Well, here's a mix of a review. I say that, because what I loved most about this book was not having to do with our main character, but that of Hammy Bean. He's what this story was really made for, and it only made things better by including Scotland. Oh, and can't forget the Nessie Quest that brings Ada Ru, her family, and the Tibby family together. There were some really great moments in here, and then there were those that we all could have done without. Mainly, Ada Ru's personality and a Well, here's a mix of a review. I say that, because what I loved most about this book was not having to do with our main character, but that of Hammy Bean. He's what this story was really made for, and it only made things better by including Scotland. Oh, and can't forget the Nessie Quest that brings Ada Ru, her family, and the Tibby family together. There were some really great moments in here, and then there were those that we all could have done without. Mainly, Ada Ru's personality and a good chunk of the things she said throughout the book. It didn't always come out in the way it was probably meant to be. But, here's where the love for the other half of this book came in and kept me reading on. It really was about Hammy Bean. His character made this, it's also what made me care a bit more for Ada then I first did. The two of them together made her seem a lot less un-welcoming. Maybe her talks of the prince of darkness, or her parents being muggles and not understanding, or the supernatural and vampiric beings possibly taking over, were meant to make her seem like she had a sense of humor? Either way, this wasn't what this book turned out to be. Those parts were only a portion of this book. It was more about the hopes and aspirations of Hammy Bean, the new opportunities Ada Ru's parents were given, the tales by Corny and Cappy McGee (and the Loch Watchers). Ada Ru's character wasn't enough to keep me from enjoying everyting else about this novel, but it would've probably helped if she weren't the most unlikeable character in all of this. ***I received this copy from Crown Books for Young Readers via NetGalley in exchange for an honest review. All opinions are my own.***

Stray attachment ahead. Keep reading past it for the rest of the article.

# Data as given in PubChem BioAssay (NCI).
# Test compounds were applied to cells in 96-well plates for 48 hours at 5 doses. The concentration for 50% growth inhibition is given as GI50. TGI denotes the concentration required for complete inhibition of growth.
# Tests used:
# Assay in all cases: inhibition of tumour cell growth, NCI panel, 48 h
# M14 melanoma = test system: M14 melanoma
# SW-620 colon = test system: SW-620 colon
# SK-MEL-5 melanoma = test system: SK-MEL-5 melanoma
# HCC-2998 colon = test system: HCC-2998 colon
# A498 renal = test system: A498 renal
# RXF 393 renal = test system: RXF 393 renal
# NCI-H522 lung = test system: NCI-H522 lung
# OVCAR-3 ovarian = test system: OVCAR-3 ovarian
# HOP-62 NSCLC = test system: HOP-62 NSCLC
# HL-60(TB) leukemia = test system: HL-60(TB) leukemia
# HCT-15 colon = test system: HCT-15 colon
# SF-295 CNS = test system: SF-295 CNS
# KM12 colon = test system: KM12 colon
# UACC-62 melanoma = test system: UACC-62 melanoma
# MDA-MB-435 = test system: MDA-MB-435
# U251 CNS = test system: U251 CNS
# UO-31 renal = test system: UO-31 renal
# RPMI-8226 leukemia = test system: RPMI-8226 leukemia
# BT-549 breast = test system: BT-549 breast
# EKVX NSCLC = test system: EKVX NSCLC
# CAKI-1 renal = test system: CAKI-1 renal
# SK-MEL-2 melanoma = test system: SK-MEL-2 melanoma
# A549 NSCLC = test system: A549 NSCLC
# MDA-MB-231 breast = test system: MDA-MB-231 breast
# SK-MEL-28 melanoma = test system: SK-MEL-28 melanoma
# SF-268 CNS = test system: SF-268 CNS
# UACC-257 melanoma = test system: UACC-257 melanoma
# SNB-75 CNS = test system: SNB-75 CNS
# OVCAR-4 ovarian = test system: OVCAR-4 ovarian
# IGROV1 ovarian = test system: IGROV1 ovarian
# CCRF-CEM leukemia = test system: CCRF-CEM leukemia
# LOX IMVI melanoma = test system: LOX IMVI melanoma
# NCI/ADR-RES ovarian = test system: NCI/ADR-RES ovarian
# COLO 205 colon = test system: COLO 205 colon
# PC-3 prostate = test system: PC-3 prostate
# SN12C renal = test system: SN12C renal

2. 5 out of 5

    Sam Kuntz

    Nessie Quest is about a young girl named Ada Ru and her summer trip to Loch Ness. The reason she is spending her summer in Scotland is because her father got a job teaching photography at a college. When she first gets there she is very angry and disappointed that she will not be spending time with her best friend, someone we never meet, but always seems to have a presence named Brittony B. During her first week there, she meets one of my favorite characters named Quigley Dunbar The III. He does Nessie Quest is about a young girl named Ada Ru and her summer trip to Loch Ness. The reason she is spending her summer in Scotland is because her father got a job teaching photography at a college. When she first gets there she is very angry and disappointed that she will not be spending time with her best friend, someone we never meet, but always seems to have a presence named Brittony B. During her first week there, she meets one of my favorite characters named Quigley Dunbar The III. He does not appear in this book a lot, but when he does he is quite funny. (Also, his name is fun to say.) Over time, Ada Ru makes a few friends, one named Hammy Bean and another named Dax Grady. Hammy Bean is a member of the Nessie Quest. The Nessie Quest is an unofficial race to be the first group of people or solitary person to find solid data that Nessie exists. One thing that I find strange is that Ada Ru seemed to have no clue about Nessie. I thought Nessie was something that everyone knew about. I have been reading a lot of books about cryptozoology, and they are usually about several different cryptids. I liked this one because it focused solely on Nessie. I did not like how Ada Ru behaved toward her friends. She always seemed to be making fun of them or just being rude in general. I enjoyed how much Scotland speech was used in this. It took a little bit to get used to it, but I enjoyed reading phrases like "haud yer weesht." I also love the character named Mamo Honey. She seemed to be very nice and strong. All in all, I enjoyed reading this book. I thought the writing style was fun and elegant. I would recommend this to anybody who enjoys cryptids. -Sam Kuntz.